If everything goes according to plan, they could be close to adding yet another potential impact bat. This time, it’s Ryan Zimmerman.

The first baseman, who has been on the Injured List since April 28 while dealing with plantar fasciitis in his right foot, could begin his rehab assignment as soon as this weekend, according to his manager.

Zimmerman is getting closer to full health but is still experiencing discomfort while running. During batting practice Thursday, Zimmerman resumed baseball activities, and the plan is for him to run the bases before his minor-league assignment.

"If you're going to be out there playing, you've got to be able at least score on a normal base hit if you're on second, go first to third,” Zimmerman said Thursday. “You might not have to be 100 percent on all that, but you have to do normal, everyday activities, or you're not really helping the team.”

The priority in the minors will be playing nine full innings.

"I think the biggest thing with the rehab games is just getting on your feet for nine innings so the first time you're out there for nine innings isn't here, and you can play some games and make sure it doesn't act up,” the longtime National told reporters. “Because once you're activated and once you're between those white lines, it's game on. It's more I think for Davey [Martinez]. You don't want to put him in a bad spot. If he is managing without knowing if I have restrictions or without knowing what's going to happen, that puts him in a bad spot. That's not what you want to do."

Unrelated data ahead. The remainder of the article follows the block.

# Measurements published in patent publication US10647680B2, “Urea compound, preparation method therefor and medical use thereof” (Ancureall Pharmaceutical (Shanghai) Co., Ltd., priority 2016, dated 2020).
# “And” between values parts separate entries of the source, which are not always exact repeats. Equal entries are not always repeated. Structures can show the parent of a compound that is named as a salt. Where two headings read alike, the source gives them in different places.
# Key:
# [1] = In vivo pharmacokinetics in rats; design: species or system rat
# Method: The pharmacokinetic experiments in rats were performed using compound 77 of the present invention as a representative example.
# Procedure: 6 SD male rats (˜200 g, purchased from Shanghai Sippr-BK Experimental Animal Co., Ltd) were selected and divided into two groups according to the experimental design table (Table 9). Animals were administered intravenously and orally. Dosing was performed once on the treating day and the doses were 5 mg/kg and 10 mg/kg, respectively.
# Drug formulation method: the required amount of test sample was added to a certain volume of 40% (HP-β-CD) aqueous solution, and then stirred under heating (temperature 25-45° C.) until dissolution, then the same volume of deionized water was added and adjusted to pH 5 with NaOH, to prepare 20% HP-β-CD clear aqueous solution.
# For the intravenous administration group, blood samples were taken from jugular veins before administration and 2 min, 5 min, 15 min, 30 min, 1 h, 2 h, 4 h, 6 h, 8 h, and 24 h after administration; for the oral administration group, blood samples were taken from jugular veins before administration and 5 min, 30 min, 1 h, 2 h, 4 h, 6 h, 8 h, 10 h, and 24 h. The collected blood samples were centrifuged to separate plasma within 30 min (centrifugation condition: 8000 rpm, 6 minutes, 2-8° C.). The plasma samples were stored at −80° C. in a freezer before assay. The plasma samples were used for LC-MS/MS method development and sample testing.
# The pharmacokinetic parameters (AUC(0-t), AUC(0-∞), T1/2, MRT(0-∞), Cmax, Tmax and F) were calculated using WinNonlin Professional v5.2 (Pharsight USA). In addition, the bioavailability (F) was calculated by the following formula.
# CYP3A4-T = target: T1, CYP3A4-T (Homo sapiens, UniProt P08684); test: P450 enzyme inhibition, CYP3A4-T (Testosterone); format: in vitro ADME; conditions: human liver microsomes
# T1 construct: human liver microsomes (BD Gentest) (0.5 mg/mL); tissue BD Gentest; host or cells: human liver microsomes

Davey Martinez has rarely had his full complement of players in 2019. Zimmerman himself has already missed 47 games.

Of course, once he returns, the Nationals will have more decisions to make. Not only do the Nationals need to find a roster spot for Zimmerman (Gerardo Parra is a candidate to be the odd man out, despite some flashes in his time in Washington), but they also need to figure out the playing time.

Matt Adams has hit with a lot of power this season, and without the DH in the National League, is limited to first base, same as Zimmerman. Howie Kendrick has been the Nationals’ second-best hitter in 2019 and is one of the best surprises in baseball, but is also limited defensively. Kendrick has more versatility, but with Brian Dozier’s recent surge (and superior defense), the Nats will likely want to keep him there. And, of course, Rendon and Turner are entrenched on the left side of the infield.

It’s something Martinez will have to figure out, he’s already begun speaking with players about what the arrangement will look like.

For right now, it’s a problem for another day, but if Zimmerman’s rehab goes well that won’t be the case much longer.


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2019 NBA Draft: Lakers take De'Andre Hunter with No. 4, will reportedly trade him to Hawks

2019 NBA Draft: Lakers take De'Andre Hunter with No. 4, will reportedly trade him to Hawks

De'Andre Hunter is a Los Angeles Laker...for now.

The Virginia star and reigning ACC Defensive of the Year was selected by the Lakers with the No. 4 pick in the 2019 NBA Draft Thursday night. However, the Lakers will send that pick to the Pelicans in the agreed-to trade for Anthony Davis, New Orleans in turn reportedly trading it to the Hawks. Thus, Hunter likely ends up in Atlanta. 

If the trade goes through, Hunter will join a talented young Hawks core which already includes Trae Young and John Collins. He would bring a championship pedigree to the team, having just won an NCAA title with UVA this past season.

"Coming off a national championship, there's no better way to try to go into the NBA," Hunter told NBC Sports Washington during an interview for the I Am The Prospect series